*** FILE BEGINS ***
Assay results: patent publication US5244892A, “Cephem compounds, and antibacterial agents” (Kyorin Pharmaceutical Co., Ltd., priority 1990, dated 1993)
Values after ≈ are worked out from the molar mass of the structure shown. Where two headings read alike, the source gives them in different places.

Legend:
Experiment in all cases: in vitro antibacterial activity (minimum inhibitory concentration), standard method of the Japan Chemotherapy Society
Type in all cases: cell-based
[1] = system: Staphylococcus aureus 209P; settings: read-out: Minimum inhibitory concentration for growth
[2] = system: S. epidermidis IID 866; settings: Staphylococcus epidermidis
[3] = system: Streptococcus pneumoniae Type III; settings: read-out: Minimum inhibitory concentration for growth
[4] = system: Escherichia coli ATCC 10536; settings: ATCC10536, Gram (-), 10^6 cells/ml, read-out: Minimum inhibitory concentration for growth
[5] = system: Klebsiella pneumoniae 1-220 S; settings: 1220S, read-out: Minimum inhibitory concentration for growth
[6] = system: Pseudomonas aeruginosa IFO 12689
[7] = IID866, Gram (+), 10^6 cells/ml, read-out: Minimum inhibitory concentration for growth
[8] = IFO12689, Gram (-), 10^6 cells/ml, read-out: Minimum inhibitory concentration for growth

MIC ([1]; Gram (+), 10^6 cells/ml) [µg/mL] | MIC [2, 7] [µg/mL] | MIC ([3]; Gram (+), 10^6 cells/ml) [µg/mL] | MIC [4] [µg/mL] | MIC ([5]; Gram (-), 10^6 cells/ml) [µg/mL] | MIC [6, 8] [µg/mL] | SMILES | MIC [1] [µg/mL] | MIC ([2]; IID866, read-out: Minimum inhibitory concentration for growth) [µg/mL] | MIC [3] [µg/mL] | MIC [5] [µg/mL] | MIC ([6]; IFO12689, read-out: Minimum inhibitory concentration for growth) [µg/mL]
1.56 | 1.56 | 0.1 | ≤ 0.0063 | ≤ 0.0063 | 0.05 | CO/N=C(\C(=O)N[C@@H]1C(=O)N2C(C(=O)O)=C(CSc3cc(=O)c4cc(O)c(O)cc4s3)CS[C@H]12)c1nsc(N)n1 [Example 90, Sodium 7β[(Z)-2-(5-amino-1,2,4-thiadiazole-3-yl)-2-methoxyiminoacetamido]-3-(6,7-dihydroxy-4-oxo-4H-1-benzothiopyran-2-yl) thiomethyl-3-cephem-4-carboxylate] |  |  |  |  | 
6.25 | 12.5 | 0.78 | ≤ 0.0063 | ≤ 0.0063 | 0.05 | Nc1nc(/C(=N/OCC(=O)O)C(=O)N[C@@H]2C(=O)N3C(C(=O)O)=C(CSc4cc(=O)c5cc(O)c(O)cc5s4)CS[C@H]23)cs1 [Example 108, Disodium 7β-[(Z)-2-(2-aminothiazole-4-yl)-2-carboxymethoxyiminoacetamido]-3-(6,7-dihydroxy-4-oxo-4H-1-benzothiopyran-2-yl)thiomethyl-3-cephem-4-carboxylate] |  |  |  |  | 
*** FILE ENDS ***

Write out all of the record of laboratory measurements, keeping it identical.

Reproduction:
Assay results: patent publication US5244892A, “Cephem compounds, and antibacterial agents” (Kyorin Pharmaceutical Co., Ltd., priority 1990, dated 1993)
Values after ≈ are worked out from the molar mass of the structure shown. Where two headings read alike, the source gives them in different places.

Legend:
Experiment in all cases: in vitro antibacterial activity (minimum inhibitory concentration), standard method of the Japan Chemotherapy Society
Type in all cases: cell-based
[1] = system: Staphylococcus aureus 209P; settings: read-out: Minimum inhibitory concentration for growth
[2] = system: S. epidermidis IID 866; settings: Staphylococcus epidermidis
[3] = system: Streptococcus pneumoniae Type III; settings: read-out: Minimum inhibitory concentration for growth
[4] = system: Escherichia coli ATCC 10536; settings: ATCC10536, Gram (-), 10^6 cells/ml, read-out: Minimum inhibitory concentration for growth
[5] = system: Klebsiella pneumoniae 1-220 S; settings: 1220S, read-out: Minimum inhibitory concentration for growth
[6] = system: Pseudomonas aeruginosa IFO 12689
[7] = IID866, Gram (+), 10^6 cells/ml, read-out: Minimum inhibitory concentration for growth
[8] = IFO12689, Gram (-), 10^6 cells/ml, read-out: Minimum inhibitory concentration for growth

MIC ([1]; Gram (+), 10^6 cells/ml) [µg/mL] | MIC [2, 7] [µg/mL] | MIC ([3]; Gram (+), 10^6 cells/ml) [µg/mL] | MIC [4] [µg/mL] | MIC ([5]; Gram (-), 10^6 cells/ml) [µg/mL] | MIC [6, 8] [µg/mL] | SMILES | MIC [1] [µg/mL] | MIC ([2]; IID866, read-out: Minimum inhibitory concentration for growth) [µg/mL] | MIC [3] [µg/mL] | MIC [5] [µg/mL] | MIC ([6]; IFO12689, read-out: Minimum inhibitory concentration for growth) [µg/mL]
1.56 | 1.56 | 0.1 | ≤ 0.0063 | ≤ 0.0063 | 0.05 | CO/N=C(\C(=O)N[C@@H]1C(=O)N2C(C(=O)O)=C(CSc3cc(=O)c4cc(O)c(O)cc4s3)CS[C@H]12)c1nsc(N)n1 [Example 90, Sodium 7β[(Z)-2-(5-amino-1,2,4-thiadiazole-3-yl)-2-methoxyiminoacetamido]-3-(6,7-dihydroxy-4-oxo-4H-1-benzothiopyran-2-yl) thiomethyl-3-cephem-4-carboxylate] |  |  |  |  | 
6.25 | 12.5 | 0.78 | ≤ 0.0063 | ≤ 0.0063 | 0.05 | Nc1nc(/C(=N/OCC(=O)O)C(=O)N[C@@H]2C(=O)N3C(C(=O)O)=C(CSc4cc(=O)c5cc(O)c(O)cc5s4)CS[C@H]23)cs1 [Example 108, Disodium 7β-[(Z)-2-(2-aminothiazole-4-yl)-2-carboxymethoxyiminoacetamido]-3-(6,7-dihydroxy-4-oxo-4H-1-benzothiopyran-2-yl)thiomethyl-3-cephem-4-carboxylate] |  |  |  |  | 